I have seen The Power of the Dog on Amazon for quite some time now; the cover kept drawing my eye and the description was enough to have me put it on my wish list more than once forgetting that it was already there. I finally got around to reading it, and man was it good.
Not quite historical fiction, there is enough interplay with reality that really serves to drive this book forward. One would have thought this book to be pure insanity back in the early 80s, I mean would the US government ever really help foreign cocaine smugglers move drugs and weapons between Colombia, Mexico, and the US? Pure nutjob, conspiracy theory crap. Except this is essentially the cynical view of what the CIA really did. Maybe it is not just the cynical view, maybe it is just the abbreviated view. In any event, this book is solidly written with wonderful lines, great characters which are developed thorougly, and has a delightful interplay between different story lines, different locations, and different points in time.
I really like this style of writing. I am not sure if it even has a particular name. Don Winslow weaves some great lines throughout this book, such as
He half-expects to see blood in the bed -- his dreams are incarnadine; blood flows through them like a river, connecting one nightmare to another.
He also has an extensive vocabulary. The more I read, the more I am fascinated
by the existence of words that describe a situation or feeling or color
perfectly, where any other synonym would be lacking in specificity and
depth. For instance,
menagerie is a word I did not know existed before
this book. The dictionary defines it as "a collection of wild animals kept in captivity for exhibition."
An alternative defintion is "a strange or diverse collection of people or things."
The former definition fits exactly into a couple scenes in the book,
and I was thinking if I was writing this how would I have described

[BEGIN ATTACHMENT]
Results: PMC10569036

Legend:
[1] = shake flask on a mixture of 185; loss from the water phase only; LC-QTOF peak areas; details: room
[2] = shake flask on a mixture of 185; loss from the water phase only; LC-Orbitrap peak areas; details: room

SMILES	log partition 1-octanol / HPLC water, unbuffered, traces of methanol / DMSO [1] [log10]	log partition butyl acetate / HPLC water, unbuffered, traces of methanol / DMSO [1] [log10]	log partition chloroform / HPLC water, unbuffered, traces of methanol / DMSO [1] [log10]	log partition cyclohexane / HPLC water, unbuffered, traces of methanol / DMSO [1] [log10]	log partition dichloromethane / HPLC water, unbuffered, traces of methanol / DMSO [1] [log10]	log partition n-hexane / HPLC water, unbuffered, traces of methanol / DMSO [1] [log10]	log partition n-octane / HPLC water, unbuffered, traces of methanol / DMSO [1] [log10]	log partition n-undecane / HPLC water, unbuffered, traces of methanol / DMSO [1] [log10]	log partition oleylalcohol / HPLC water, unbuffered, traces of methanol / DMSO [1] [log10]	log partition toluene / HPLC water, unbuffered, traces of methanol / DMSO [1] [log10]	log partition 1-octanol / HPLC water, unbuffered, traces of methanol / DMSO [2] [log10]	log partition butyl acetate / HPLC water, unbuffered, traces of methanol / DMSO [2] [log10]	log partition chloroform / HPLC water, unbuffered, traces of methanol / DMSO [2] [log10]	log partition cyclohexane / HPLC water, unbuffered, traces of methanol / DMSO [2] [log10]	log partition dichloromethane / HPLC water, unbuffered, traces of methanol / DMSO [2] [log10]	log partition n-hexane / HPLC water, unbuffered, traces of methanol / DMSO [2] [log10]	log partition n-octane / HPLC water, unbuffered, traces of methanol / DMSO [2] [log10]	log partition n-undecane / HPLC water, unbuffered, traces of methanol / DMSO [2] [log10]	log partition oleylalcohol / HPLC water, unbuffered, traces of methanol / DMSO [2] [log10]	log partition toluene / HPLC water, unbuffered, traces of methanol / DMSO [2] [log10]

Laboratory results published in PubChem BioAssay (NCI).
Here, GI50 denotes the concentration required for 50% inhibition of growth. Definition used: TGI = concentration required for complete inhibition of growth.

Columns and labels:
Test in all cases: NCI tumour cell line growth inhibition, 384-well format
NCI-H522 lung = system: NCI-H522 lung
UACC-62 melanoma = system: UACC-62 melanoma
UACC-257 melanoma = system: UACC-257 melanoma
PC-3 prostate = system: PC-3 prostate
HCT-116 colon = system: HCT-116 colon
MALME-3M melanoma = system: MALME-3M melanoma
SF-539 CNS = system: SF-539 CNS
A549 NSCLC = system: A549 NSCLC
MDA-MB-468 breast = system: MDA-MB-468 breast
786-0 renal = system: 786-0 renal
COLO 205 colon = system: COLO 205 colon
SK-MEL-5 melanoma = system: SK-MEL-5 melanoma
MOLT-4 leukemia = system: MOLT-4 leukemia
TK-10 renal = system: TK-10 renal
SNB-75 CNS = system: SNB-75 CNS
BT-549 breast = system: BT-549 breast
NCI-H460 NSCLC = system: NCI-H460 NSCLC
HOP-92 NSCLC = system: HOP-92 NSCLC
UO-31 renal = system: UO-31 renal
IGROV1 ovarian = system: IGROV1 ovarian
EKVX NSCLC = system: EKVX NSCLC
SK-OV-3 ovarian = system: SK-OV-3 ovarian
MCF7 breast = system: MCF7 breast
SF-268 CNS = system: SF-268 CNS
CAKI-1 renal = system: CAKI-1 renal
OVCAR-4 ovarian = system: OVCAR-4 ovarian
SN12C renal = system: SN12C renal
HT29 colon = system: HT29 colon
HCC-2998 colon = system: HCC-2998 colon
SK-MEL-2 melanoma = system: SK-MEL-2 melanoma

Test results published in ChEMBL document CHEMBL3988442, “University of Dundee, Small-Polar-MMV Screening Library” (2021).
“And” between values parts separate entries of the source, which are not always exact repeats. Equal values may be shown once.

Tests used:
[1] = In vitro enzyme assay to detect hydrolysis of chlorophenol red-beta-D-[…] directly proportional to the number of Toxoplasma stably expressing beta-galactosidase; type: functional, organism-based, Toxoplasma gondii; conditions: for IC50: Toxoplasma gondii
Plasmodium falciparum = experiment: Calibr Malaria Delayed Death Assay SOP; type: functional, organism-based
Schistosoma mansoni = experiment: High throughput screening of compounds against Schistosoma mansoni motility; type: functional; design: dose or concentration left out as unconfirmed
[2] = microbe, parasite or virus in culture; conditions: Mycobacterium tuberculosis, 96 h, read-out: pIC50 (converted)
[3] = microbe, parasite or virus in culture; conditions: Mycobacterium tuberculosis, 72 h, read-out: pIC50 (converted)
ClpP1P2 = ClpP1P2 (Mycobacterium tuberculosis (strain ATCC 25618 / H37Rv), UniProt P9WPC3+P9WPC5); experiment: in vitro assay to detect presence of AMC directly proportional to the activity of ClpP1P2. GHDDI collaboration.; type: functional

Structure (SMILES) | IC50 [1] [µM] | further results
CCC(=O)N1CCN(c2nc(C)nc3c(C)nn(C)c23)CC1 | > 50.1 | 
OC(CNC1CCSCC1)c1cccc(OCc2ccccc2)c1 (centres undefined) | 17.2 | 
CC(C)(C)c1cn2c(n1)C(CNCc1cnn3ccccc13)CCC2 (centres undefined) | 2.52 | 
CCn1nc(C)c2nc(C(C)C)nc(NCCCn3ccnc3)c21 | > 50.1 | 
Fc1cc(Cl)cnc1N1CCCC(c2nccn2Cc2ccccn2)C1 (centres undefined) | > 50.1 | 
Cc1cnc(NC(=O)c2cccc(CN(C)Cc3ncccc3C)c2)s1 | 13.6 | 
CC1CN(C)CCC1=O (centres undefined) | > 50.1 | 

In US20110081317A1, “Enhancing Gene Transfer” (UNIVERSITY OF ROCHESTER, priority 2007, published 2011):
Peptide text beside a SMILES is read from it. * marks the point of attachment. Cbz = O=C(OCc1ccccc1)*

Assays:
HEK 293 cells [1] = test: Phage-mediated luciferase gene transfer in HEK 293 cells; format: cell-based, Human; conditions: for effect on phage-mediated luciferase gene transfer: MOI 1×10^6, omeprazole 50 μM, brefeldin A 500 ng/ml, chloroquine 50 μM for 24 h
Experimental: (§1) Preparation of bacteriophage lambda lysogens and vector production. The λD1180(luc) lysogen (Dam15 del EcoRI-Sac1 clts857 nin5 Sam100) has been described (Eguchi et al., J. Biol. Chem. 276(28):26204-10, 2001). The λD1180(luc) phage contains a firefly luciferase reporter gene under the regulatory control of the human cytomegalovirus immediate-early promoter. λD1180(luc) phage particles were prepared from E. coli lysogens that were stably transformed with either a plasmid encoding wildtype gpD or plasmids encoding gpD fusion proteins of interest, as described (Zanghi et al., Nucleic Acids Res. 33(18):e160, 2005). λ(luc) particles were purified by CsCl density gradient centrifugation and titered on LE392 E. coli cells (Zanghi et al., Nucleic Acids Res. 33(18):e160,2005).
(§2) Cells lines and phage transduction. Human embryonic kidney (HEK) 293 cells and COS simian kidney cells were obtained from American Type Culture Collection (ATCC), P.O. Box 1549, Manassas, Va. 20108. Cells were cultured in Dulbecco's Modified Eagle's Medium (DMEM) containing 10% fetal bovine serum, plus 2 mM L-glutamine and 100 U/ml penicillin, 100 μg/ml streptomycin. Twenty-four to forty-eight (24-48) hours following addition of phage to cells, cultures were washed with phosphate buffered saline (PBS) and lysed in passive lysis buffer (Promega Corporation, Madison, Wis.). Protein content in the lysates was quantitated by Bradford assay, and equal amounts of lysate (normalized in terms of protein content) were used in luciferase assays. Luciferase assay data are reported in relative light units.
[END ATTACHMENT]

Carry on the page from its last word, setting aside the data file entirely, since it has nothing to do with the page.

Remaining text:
a bunch of wild animals in kept in someones backyard in cages
for the purpose of showing them off? At the same time, the latter definition
also fits into describing the scene in a meta sense which gives even
more power to that single word. This is where I personally feel that
people involved in comparative literature and literary criticism can
go off the reservation by calling this usage brillant assuming the author
had both the surface intention as well as a deeper meta meaning intended
by the use of this one word. Maybe he did.
But, in another situation, he used the exact same analogy, comparing oil rig pilot lights to some kind of street light in hell or something, within twenty or thirty pages of one another. It felt like he wrote these two parts indepedently, came up with this same analogy twice, and forgot that he had already used it. Then he merged those two parts together, and I was left feeling like it was an amateur move. The first time I saw the analogy, as he actually wrote it, I felt it was awesome. Then when I come across it again, I felt like it was really cheap and lessened the prior use.
Nevertheless, overally this book was exactly in my preferred style. The writing was descriptive and had a certain literary depth. The characters were relatable enough, but developed to the point of understanding their motivations even where they were not relatable. The entire plot was not too outrageous given the actualy reality of the drug wars of the 1970s through 1990s. I highly recommend this, and I plan to read his other book relatively soon as well.